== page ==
I was down to my last five bucks, regretting to spend half of that on a can of solarcaine, a sunburn relief spray (prices were that different then).  I don’t remember if it helped much, but I’m sure the placebo effect did.  The sun’s torturous impact lasted at least two-full days.  Just as the pain was subsiding, our visit was over.

Jimmy died not many years later while piloting a commuter flight in New Jersey. He was barely 25.  In retrospect, at the time it was nice to have had those several days with him just hanging out, away from our homes.

I had been sunburnt before, but never like that day.  The experience was enough to gain a healthy respect for cloudy days in tropical climates.  That particular cloudy day also reminds me of a young guy and great man, who, having a much shorter than normal existence, still unknowingly left a positive influence.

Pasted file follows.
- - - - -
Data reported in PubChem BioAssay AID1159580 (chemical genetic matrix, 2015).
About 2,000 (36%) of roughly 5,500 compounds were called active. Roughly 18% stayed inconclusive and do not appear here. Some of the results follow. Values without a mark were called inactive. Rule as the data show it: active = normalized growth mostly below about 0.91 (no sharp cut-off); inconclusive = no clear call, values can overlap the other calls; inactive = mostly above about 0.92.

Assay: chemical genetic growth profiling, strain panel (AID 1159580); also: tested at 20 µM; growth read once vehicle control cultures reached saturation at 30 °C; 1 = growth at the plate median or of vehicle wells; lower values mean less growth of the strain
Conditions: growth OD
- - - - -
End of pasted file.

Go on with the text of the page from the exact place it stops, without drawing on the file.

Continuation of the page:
Just waking up on the Jersey beach, in those teen years, yet un molested by the sun.

Do you have a cloudy day?  😮😀

Moments of Heat

It’s summer, it’s supposed to be hot.  At least north of the equator.

The Shanghai area, with very high humidity, can seem like a steam bath some days, with temperatures hovering around 100 deg F, and the “feels like” higher than that.  That’s fine by me, no complaints.  It’s just that the other day I was late for an appointment and had to jog a few blocks, in street clothes during midday, which turned the perspiration glands on high.  It’s not ideal being in a meeting with sweat rolling down your face and back.  But, ideal may be overrated.

It brought me back to the first time I had a taste of real heat.